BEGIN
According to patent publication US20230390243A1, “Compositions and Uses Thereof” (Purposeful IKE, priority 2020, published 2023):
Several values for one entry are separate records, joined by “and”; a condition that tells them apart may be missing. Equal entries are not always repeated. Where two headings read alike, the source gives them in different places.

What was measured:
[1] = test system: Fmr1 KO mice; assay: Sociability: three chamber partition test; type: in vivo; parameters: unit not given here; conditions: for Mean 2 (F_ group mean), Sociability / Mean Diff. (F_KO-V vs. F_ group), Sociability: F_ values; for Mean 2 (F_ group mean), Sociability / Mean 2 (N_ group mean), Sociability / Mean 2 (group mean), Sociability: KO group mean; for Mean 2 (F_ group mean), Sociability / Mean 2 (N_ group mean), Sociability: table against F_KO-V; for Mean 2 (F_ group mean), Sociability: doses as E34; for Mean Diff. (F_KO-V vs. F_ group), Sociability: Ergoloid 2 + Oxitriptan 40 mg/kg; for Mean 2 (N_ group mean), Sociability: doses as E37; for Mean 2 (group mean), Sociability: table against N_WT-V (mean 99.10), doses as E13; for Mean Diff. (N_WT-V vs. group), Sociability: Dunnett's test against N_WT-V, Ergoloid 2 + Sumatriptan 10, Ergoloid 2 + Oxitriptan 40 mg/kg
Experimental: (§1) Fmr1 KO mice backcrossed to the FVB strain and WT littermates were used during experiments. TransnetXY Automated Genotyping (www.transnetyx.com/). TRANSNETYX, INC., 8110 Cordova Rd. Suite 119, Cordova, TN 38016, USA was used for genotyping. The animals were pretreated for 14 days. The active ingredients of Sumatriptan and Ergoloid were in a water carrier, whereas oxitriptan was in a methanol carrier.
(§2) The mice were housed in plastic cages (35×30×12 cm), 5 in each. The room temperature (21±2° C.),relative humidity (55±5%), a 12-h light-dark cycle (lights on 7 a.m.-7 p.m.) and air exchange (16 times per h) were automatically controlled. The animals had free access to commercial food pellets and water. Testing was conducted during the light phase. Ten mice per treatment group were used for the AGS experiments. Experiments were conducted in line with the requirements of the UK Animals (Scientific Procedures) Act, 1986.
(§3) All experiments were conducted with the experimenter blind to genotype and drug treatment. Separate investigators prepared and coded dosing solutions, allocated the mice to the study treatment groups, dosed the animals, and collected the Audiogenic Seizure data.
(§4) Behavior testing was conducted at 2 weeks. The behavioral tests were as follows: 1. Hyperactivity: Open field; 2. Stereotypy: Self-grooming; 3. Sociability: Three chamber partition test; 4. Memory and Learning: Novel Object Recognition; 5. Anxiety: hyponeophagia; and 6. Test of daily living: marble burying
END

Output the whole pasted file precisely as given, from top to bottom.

According to patent publication US20230390243A1, “Compositions and Uses Thereof” (Purposeful IKE, priority 2020, published 2023):
Several values for one entry are separate records, joined by “and”; a condition that tells them apart may be missing. Equal entries are not always repeated. Where two headings read alike, the source gives them in different places.

What was measured:
[1] = test system: Fmr1 KO mice; assay: Sociability: three chamber partition test; type: in vivo; parameters: unit not given here; conditions: for Mean 2 (F_ group mean), Sociability / Mean Diff. (F_KO-V vs. F_ group), Sociability: F_ values; for Mean 2 (F_ group mean), Sociability / Mean 2 (N_ group mean), Sociability / Mean 2 (group mean), Sociability: KO group mean; for Mean 2 (F_ group mean), Sociability / Mean 2 (N_ group mean), Sociability: table against F_KO-V; for Mean 2 (F_ group mean), Sociability: doses as E34; for Mean Diff. (F_KO-V vs. F_ group), Sociability: Ergoloid 2 + Oxitriptan 40 mg/kg; for Mean 2 (N_ group mean), Sociability: doses as E37; for Mean 2 (group mean), Sociability: table against N_WT-V (mean 99.10), doses as E13; for Mean Diff. (N_WT-V vs. group), Sociability: Dunnett's test against N_WT-V, Ergoloid 2 + Sumatriptan 10, Ergoloid 2 + Oxitriptan 40 mg/kg
Experimental: (§1) Fmr1 KO mice backcrossed to the FVB strain and WT littermates were used during experiments. TransnetXY Automated Genotyping (www.transnetyx.com/). TRANSNETYX, INC., 8110 Cordova Rd. Suite 119, Cordova, TN 38016, USA was used for genotyping. The animals were pretreated for 14 days. The active ingredients of Sumatriptan and Ergoloid were in a water carrier, whereas oxitriptan was in a methanol carrier.
(§2) The mice were housed in plastic cages (35×30×12 cm), 5 in each. The room temperature (21±2° C.),relative humidity (55±5%), a 12-h light-dark cycle (lights on 7 a.m.-7 p.m.) and air exchange (16 times per h) were automatically controlled. The animals had free access to commercial food pellets and water. Testing was conducted during the light phase. Ten mice per treatment group were used for the AGS experiments. Experiments were conducted in line with the requirements of the UK Animals (Scientific Procedures) Act, 1986.
(§3) All experiments were conducted with the experimenter blind to genotype and drug treatment. Separate investigators prepared and coded dosing solutions, allocated the mice to the study treatment groups, dosed the animals, and collected the Audiogenic Seizure data.
(§4) Behavior testing was conducted at 2 weeks. The behavioral tests were as follows: 1. Hyperactivity: Open field; 2. Stereotypy: Self-grooming; 3. Sociability: Three chamber partition test; 4. Memory and Learning: Novel Object Recognition; 5. Anxiety: hyponeophagia; and 6. Test of daily living: marble burying